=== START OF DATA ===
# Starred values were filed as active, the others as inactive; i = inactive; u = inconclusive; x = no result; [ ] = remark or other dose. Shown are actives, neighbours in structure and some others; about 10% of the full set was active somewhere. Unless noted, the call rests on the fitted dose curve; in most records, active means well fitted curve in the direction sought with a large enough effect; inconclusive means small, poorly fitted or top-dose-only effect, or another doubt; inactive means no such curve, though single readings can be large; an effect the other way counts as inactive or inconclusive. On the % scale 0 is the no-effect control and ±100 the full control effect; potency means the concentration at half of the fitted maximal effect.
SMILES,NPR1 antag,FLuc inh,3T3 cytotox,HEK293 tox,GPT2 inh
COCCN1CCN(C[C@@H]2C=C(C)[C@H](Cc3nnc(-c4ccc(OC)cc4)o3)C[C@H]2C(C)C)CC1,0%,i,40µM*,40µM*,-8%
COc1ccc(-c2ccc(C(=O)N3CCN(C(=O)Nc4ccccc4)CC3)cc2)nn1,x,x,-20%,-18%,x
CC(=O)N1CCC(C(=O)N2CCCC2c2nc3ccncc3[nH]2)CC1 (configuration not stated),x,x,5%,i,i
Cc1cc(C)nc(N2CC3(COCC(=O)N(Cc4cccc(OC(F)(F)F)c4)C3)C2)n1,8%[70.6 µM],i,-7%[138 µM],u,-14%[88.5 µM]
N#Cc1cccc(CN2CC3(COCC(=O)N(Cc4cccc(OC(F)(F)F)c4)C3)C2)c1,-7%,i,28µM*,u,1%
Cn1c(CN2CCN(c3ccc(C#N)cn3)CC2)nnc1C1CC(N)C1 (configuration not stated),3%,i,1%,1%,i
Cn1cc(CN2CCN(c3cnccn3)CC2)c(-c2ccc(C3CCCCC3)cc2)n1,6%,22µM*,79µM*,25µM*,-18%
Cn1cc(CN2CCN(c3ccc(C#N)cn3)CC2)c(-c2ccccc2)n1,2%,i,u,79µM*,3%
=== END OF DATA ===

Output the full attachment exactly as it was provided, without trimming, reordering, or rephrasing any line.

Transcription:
# Starred values were filed as active, the others as inactive; i = inactive; u = inconclusive; x = no result; [ ] = remark or other dose. Shown are actives, neighbours in structure and some others; about 10% of the full set was active somewhere. Unless noted, the call rests on the fitted dose curve; in most records, active means well fitted curve in the direction sought with a large enough effect; inconclusive means small, poorly fitted or top-dose-only effect, or another doubt; inactive means no such curve, though single readings can be large; an effect the other way counts as inactive or inconclusive. On the % scale 0 is the no-effect control and ±100 the full control effect; potency means the concentration at half of the fitted maximal effect.
SMILES,NPR1 antag,FLuc inh,3T3 cytotox,HEK293 tox,GPT2 inh
COCCN1CCN(C[C@@H]2C=C(C)[C@H](Cc3nnc(-c4ccc(OC)cc4)o3)C[C@H]2C(C)C)CC1,0%,i,40µM*,40µM*,-8%
COc1ccc(-c2ccc(C(=O)N3CCN(C(=O)Nc4ccccc4)CC3)cc2)nn1,x,x,-20%,-18%,x
CC(=O)N1CCC(C(=O)N2CCCC2c2nc3ccncc3[nH]2)CC1 (configuration not stated),x,x,5%,i,i
Cc1cc(C)nc(N2CC3(COCC(=O)N(Cc4cccc(OC(F)(F)F)c4)C3)C2)n1,8%[70.6 µM],i,-7%[138 µM],u,-14%[88.5 µM]
N#Cc1cccc(CN2CC3(COCC(=O)N(Cc4cccc(OC(F)(F)F)c4)C3)C2)c1,-7%,i,28µM*,u,1%
Cn1c(CN2CCN(c3ccc(C#N)cn3)CC2)nnc1C1CC(N)C1 (configuration not stated),3%,i,1%,1%,i
Cn1cc(CN2CCN(c3cnccn3)CC2)c(-c2ccc(C3CCCCC3)cc2)n1,6%,22µM*,79µM*,25µM*,-18%
Cn1cc(CN2CCN(c3ccc(C#N)cn3)CC2)c(-c2ccccc2)n1,2%,i,u,79µM*,3%